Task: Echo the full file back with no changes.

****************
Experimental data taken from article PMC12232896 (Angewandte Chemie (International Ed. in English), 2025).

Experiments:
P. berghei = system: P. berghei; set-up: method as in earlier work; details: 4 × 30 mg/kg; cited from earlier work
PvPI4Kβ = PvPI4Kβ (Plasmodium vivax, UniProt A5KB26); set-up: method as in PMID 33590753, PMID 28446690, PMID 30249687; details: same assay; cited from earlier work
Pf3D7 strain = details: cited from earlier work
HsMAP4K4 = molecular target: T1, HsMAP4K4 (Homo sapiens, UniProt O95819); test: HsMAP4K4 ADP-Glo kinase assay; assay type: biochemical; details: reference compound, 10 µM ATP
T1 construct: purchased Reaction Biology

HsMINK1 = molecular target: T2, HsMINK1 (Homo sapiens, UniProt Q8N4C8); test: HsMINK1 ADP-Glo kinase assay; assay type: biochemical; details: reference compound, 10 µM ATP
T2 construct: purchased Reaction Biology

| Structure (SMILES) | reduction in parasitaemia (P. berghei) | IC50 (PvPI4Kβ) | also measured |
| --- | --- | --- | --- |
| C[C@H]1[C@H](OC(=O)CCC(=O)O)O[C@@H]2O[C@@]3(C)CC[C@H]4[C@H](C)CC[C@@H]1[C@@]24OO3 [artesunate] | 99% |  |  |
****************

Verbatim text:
Experimental data taken from article PMC12232896 (Angewandte Chemie (International Ed. in English), 2025).

Experiments:
P. berghei = system: P. berghei; set-up: method as in earlier work; details: 4 × 30 mg/kg; cited from earlier work
PvPI4Kβ = PvPI4Kβ (Plasmodium vivax, UniProt A5KB26); set-up: method as in PMID 33590753, PMID 28446690, PMID 30249687; details: same assay; cited from earlier work
Pf3D7 strain = details: cited from earlier work
HsMAP4K4 = molecular target: T1, HsMAP4K4 (Homo sapiens, UniProt O95819); test: HsMAP4K4 ADP-Glo kinase assay; assay type: biochemical; details: reference compound, 10 µM ATP
T1 construct: purchased Reaction Biology

HsMINK1 = molecular target: T2, HsMINK1 (Homo sapiens, UniProt Q8N4C8); test: HsMINK1 ADP-Glo kinase assay; assay type: biochemical; details: reference compound, 10 µM ATP
T2 construct: purchased Reaction Biology

| Structure (SMILES) | reduction in parasitaemia (P. berghei) | IC50 (PvPI4Kβ) | also measured |
| --- | --- | --- | --- |
| C[C@H]1[C@H](OC(=O)CCC(=O)O)O[C@@H]2O[C@@]3(C)CC[C@H]4[C@H](C)CC[C@@H]1[C@@]24OO3 [artesunate] | 99% |  |  |